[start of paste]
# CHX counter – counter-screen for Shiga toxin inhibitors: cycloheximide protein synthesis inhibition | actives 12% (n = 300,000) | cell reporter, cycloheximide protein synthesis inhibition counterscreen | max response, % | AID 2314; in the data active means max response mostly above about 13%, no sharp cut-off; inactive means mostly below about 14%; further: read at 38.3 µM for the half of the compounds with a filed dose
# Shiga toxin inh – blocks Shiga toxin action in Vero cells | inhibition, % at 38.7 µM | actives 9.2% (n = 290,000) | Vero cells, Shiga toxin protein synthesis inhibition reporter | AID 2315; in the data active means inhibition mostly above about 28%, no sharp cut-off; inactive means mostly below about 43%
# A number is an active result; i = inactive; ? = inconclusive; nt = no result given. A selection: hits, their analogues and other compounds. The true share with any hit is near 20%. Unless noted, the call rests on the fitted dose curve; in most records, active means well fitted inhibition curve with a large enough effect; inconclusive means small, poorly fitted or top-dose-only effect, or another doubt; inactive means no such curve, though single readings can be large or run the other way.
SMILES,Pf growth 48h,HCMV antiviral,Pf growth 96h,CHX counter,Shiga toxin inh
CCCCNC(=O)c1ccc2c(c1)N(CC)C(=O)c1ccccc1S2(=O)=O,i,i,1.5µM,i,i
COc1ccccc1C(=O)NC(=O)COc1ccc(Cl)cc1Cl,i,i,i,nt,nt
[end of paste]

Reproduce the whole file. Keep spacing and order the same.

# CHX counter – counter-screen for Shiga toxin inhibitors: cycloheximide protein synthesis inhibition | actives 12% (n = 300,000) | cell reporter, cycloheximide protein synthesis inhibition counterscreen | max response, % | AID 2314; in the data active means max response mostly above about 13%, no sharp cut-off; inactive means mostly below about 14%; further: read at 38.3 µM for the half of the compounds with a filed dose
# Shiga toxin inh – blocks Shiga toxin action in Vero cells | inhibition, % at 38.7 µM | actives 9.2% (n = 290,000) | Vero cells, Shiga toxin protein synthesis inhibition reporter | AID 2315; in the data active means inhibition mostly above about 28%, no sharp cut-off; inactive means mostly below about 43%
# A number is an active result; i = inactive; ? = inconclusive; nt = no result given. A selection: hits, their analogues and other compounds. The true share with any hit is near 20%. Unless noted, the call rests on the fitted dose curve; in most records, active means well fitted inhibition curve with a large enough effect; inconclusive means small, poorly fitted or top-dose-only effect, or another doubt; inactive means no such curve, though single readings can be large or run the other way.
SMILES,Pf growth 48h,HCMV antiviral,Pf growth 96h,CHX counter,Shiga toxin inh
CCCCNC(=O)c1ccc2c(c1)N(CC)C(=O)c1ccccc1S2(=O)=O,i,i,1.5µM,i,i
COc1ccccc1C(=O)NC(=O)COc1ccc(Cl)cc1Cl,i,i,i,nt,nt